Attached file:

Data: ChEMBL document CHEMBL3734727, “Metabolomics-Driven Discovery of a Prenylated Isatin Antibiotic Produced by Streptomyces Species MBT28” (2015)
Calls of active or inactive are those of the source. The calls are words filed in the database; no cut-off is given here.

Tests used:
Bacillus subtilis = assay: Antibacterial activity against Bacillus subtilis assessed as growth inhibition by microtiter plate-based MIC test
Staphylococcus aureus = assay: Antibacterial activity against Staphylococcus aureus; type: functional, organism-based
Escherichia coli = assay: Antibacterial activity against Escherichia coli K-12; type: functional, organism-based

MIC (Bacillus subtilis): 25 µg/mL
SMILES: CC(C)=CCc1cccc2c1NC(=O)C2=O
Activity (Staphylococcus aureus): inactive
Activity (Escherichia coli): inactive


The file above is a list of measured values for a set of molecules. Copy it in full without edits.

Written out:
Data: ChEMBL document CHEMBL3734727, “Metabolomics-Driven Discovery of a Prenylated Isatin Antibiotic Produced by Streptomyces Species MBT28” (2015)
Calls of active or inactive are those of the source. The calls are words filed in the database; no cut-off is given here.

Tests used:
Bacillus subtilis = assay: Antibacterial activity against Bacillus subtilis assessed as growth inhibition by microtiter plate-based MIC test
Staphylococcus aureus = assay: Antibacterial activity against Staphylococcus aureus; type: functional, organism-based
Escherichia coli = assay: Antibacterial activity against Escherichia coli K-12; type: functional, organism-based

MIC (Bacillus subtilis): 25 µg/mL
SMILES: CC(C)=CCc1cccc2c1NC(=O)C2=O
Activity (Staphylococcus aureus): inactive
Activity (Escherichia coli): inactive